Mechanisms and consequences of resistance to PRMT5 Inhibition
Author(s)Mueller, Helen S.
Lees, Jacqueline A.
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Drug resistance to cancer therapies poses a major clinical challenge and is a key obstacle to successful cancer treatment. Understanding how resistance develops and whether resistance brings new vulnerabilities, or collateral sensitivities, to secondary therapies is essential to combating drug resistance. Epigenetic regulators are being increasingly linked to cancer, resulting in the development of inhibitors against them and testing the inhibitors as effective cancer therapies. Some have entered the clinic, and many are in clinical trials, however, for many, little is known about mechanisms of resistance. One such epigenetic regulator, protein arginine methyltransferase 5 (PRMT5), is highly expressed in many tumor types and PRMT5 inhibitors are currently in early phase clinical trials. In this dissertation, we have generated the first model of resistance to PRMT5 inhibitors. In Kras-G12D;p53-null lung adenocarcinoma cell lines, resistance arose rapidly, and stemmed from a drug-induced transcriptional state switch, not from the selection of a pre-existing population. This resistant state was stable and brought with it vulnerabilities to other chemotherapeutics, especially the taxane paclitaxel. We found that this taxane sensitivity required stathmin 2 (STMN2), a microtubule regulator that is specifically expressed in the resistant state. Remarkably, Stmn2 was also required for the establishment and maintenance of resistance to PRMT5 inhibition. Analysis of TCGA patient data showed that high STMN2 levels correlate with complete regression of tumors in response to taxane treatment. Thus, identification of collateral sensitivities yields insight into resistance mechanisms and uncovers ways to optimize treatment strategies. The results we present here may offer solutions to combat the emergence of resistance and impact the future development of using PRMT5 inhibitors as in combination with other therapies.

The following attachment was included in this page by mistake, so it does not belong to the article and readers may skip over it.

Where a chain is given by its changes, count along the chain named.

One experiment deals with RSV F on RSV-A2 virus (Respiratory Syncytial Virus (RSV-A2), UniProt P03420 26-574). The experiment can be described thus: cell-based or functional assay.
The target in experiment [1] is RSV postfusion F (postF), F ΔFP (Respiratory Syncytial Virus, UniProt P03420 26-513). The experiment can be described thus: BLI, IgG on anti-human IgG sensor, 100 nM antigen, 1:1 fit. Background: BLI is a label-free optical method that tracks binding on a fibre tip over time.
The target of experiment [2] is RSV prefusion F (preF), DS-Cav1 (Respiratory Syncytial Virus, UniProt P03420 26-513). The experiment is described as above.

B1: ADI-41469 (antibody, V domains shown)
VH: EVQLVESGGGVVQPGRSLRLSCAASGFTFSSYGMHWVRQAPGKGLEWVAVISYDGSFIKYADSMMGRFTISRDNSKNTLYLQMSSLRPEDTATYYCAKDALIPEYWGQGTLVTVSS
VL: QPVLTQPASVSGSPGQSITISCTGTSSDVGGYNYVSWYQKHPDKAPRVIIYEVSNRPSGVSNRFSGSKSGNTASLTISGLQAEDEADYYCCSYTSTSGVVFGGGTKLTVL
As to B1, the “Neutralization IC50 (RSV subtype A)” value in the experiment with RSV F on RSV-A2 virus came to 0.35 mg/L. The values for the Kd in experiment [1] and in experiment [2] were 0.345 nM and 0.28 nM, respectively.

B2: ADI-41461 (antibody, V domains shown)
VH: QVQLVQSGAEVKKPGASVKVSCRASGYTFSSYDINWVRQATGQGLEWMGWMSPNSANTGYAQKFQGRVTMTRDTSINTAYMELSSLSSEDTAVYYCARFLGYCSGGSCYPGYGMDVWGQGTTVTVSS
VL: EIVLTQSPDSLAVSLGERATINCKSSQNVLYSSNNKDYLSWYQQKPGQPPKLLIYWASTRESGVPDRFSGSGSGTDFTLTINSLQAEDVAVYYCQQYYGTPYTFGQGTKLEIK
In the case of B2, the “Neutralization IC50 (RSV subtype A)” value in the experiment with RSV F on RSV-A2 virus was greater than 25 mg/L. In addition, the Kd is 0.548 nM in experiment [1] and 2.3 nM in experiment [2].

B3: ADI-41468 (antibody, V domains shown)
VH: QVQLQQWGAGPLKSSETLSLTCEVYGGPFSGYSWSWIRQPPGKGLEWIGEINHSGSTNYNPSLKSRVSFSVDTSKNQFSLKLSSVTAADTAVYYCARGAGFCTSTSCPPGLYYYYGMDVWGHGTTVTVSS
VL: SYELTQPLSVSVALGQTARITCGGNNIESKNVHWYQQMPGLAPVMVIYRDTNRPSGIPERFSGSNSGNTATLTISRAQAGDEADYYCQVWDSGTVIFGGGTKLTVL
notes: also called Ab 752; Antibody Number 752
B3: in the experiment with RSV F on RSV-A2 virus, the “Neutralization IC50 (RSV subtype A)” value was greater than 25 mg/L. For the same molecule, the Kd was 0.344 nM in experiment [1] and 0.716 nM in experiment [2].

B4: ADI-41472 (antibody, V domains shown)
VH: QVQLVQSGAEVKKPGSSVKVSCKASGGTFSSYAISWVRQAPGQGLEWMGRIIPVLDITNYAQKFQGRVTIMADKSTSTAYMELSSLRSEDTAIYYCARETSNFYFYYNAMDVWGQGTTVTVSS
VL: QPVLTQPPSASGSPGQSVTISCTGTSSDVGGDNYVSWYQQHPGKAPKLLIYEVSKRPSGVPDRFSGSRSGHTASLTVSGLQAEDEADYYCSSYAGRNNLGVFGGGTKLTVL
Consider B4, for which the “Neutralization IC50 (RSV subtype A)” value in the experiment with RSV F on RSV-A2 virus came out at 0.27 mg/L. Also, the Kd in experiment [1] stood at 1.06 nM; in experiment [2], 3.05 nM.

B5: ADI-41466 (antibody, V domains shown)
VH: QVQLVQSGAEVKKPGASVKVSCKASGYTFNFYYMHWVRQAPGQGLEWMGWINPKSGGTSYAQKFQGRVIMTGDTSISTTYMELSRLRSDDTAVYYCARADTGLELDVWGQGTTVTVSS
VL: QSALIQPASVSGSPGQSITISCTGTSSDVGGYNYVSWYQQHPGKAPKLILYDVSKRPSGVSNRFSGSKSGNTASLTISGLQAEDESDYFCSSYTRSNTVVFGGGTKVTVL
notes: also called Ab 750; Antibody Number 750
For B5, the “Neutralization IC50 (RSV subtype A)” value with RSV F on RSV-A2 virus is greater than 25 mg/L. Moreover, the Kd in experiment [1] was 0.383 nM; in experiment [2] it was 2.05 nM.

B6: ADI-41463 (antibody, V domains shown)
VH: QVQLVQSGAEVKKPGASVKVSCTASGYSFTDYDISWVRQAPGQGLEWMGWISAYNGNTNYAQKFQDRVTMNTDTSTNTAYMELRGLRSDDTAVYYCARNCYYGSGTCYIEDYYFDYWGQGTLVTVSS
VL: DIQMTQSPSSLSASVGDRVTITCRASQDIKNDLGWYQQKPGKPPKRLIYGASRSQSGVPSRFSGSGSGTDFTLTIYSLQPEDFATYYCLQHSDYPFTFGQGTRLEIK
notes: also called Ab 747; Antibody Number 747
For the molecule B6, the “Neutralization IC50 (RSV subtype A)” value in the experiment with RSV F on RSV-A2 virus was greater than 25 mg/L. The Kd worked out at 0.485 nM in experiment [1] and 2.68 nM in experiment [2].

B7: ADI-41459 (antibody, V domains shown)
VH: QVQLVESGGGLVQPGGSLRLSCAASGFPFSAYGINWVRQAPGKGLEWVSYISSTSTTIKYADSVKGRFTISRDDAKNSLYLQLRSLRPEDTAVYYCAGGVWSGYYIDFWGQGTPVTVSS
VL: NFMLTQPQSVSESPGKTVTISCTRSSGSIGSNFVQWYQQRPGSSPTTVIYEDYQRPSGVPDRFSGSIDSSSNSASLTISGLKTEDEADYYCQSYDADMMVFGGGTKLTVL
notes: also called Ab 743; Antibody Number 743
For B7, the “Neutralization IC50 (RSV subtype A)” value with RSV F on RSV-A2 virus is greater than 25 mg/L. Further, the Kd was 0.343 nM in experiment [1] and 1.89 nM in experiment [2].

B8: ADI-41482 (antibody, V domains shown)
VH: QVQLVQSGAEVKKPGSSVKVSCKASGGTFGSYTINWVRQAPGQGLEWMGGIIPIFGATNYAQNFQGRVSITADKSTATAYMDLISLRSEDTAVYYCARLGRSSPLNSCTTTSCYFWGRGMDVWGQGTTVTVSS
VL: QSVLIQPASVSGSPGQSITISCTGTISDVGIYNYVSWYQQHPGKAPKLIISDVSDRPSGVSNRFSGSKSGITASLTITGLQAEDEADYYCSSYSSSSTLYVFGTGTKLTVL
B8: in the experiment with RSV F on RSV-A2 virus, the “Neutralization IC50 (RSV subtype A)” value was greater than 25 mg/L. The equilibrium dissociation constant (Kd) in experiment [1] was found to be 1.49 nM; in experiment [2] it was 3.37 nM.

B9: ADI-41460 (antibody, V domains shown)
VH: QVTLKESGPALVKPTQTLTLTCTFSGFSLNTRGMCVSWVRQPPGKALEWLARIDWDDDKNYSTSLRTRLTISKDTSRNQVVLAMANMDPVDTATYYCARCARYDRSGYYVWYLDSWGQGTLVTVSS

DepartmentMassachusetts Institute of Technology. Department of Biology
Massachusetts Institute of Technology